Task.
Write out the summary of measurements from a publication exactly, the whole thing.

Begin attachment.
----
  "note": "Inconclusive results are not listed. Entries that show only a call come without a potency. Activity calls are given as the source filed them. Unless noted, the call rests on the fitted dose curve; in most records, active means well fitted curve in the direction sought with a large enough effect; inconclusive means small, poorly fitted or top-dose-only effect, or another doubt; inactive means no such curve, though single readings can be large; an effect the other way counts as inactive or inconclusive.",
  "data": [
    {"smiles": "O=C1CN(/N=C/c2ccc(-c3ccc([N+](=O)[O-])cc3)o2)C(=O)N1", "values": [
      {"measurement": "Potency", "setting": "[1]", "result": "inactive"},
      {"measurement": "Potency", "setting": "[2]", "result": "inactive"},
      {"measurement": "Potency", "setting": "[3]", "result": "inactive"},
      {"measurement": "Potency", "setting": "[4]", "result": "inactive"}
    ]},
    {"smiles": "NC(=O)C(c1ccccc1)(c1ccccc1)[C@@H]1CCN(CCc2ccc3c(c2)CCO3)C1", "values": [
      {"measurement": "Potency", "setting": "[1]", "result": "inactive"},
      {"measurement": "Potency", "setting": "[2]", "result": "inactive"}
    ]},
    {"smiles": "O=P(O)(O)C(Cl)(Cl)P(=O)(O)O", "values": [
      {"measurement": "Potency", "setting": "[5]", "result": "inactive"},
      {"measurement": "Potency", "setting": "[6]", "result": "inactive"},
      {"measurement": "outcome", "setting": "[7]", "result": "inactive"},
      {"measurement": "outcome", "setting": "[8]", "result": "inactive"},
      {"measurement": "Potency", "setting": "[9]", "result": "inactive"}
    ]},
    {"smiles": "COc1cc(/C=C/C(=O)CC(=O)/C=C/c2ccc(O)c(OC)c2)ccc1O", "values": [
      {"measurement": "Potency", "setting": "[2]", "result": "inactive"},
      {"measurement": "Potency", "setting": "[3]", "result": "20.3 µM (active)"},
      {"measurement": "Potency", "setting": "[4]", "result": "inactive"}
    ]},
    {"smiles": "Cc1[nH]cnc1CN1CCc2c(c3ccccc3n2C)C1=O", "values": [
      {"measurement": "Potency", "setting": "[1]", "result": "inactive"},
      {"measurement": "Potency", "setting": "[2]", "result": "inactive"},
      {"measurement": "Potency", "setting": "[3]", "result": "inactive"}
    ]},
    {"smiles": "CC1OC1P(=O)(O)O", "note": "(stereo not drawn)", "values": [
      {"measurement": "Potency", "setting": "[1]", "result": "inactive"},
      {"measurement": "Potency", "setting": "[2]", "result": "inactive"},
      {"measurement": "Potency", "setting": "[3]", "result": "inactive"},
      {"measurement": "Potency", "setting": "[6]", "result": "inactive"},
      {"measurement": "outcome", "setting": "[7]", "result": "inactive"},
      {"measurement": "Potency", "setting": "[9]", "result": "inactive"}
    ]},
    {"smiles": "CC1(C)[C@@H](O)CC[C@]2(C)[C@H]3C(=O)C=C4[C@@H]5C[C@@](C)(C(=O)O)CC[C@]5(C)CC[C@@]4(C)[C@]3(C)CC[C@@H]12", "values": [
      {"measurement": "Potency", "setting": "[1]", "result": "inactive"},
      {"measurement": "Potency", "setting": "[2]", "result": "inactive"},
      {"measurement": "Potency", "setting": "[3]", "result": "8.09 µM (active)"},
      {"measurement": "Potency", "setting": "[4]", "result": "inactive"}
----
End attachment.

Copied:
  "note": "Inconclusive results are not listed. Entries that show only a call come without a potency. Activity calls are given as the source filed them. Unless noted, the call rests on the fitted dose curve; in most records, active means well fitted curve in the direction sought with a large enough effect; inconclusive means small, poorly fitted or top-dose-only effect, or another doubt; inactive means no such curve, though single readings can be large; an effect the other way counts as inactive or inconclusive.",
  "data": [
    {"smiles": "O=C1CN(/N=C/c2ccc(-c3ccc([N+](=O)[O-])cc3)o2)C(=O)N1", "values": [
      {"measurement": "Potency", "setting": "[1]", "result": "inactive"},
      {"measurement": "Potency", "setting": "[2]", "result": "inactive"},
      {"measurement": "Potency", "setting": "[3]", "result": "inactive"},
      {"measurement": "Potency", "setting": "[4]", "result": "inactive"}
    ]},
    {"smiles": "NC(=O)C(c1ccccc1)(c1ccccc1)[C@@H]1CCN(CCc2ccc3c(c2)CCO3)C1", "values": [
      {"measurement": "Potency", "setting": "[1]", "result": "inactive"},
      {"measurement": "Potency", "setting": "[2]", "result": "inactive"}
    ]},
    {"smiles": "O=P(O)(O)C(Cl)(Cl)P(=O)(O)O", "values": [
      {"measurement": "Potency", "setting": "[5]", "result": "inactive"},
      {"measurement": "Potency", "setting": "[6]", "result": "inactive"},
      {"measurement": "outcome", "setting": "[7]", "result": "inactive"},
      {"measurement": "outcome", "setting": "[8]", "result": "inactive"},
      {"measurement": "Potency", "setting": "[9]", "result": "inactive"}
    ]},
    {"smiles": "COc1cc(/C=C/C(=O)CC(=O)/C=C/c2ccc(O)c(OC)c2)ccc1O", "values": [
      {"measurement": "Potency", "setting": "[2]", "result": "inactive"},
      {"measurement": "Potency", "setting": "[3]", "result": "20.3 µM (active)"},
      {"measurement": "Potency", "setting": "[4]", "result": "inactive"}
    ]},
    {"smiles": "Cc1[nH]cnc1CN1CCc2c(c3ccccc3n2C)C1=O", "values": [
      {"measurement": "Potency", "setting": "[1]", "result": "inactive"},
      {"measurement": "Potency", "setting": "[2]", "result": "inactive"},
      {"measurement": "Potency", "setting": "[3]", "result": "inactive"}
    ]},
    {"smiles": "CC1OC1P(=O)(O)O", "note": "(stereo not drawn)", "values": [
      {"measurement": "Potency", "setting": "[1]", "result": "inactive"},
      {"measurement": "Potency", "setting": "[2]", "result": "inactive"},
      {"measurement": "Potency", "setting": "[3]", "result": "inactive"},
      {"measurement": "Potency", "setting": "[6]", "result": "inactive"},
      {"measurement": "outcome", "setting": "[7]", "result": "inactive"},
      {"measurement": "Potency", "setting": "[9]", "result": "inactive"}
    ]},
    {"smiles": "CC1(C)[C@@H](O)CC[C@]2(C)[C@H]3C(=O)C=C4[C@@H]5C[C@@](C)(C(=O)O)CC[C@]5(C)CC[C@@]4(C)[C@]3(C)CC[C@@H]12", "values": [
      {"measurement": "Potency", "setting": "[1]", "result": "inactive"},
      {"measurement": "Potency", "setting": "[2]", "result": "inactive"},
      {"measurement": "Potency", "setting": "[3]", "result": "8.09 µM (active)"},
      {"measurement": "Potency", "setting": "[4]", "result": "inactive"}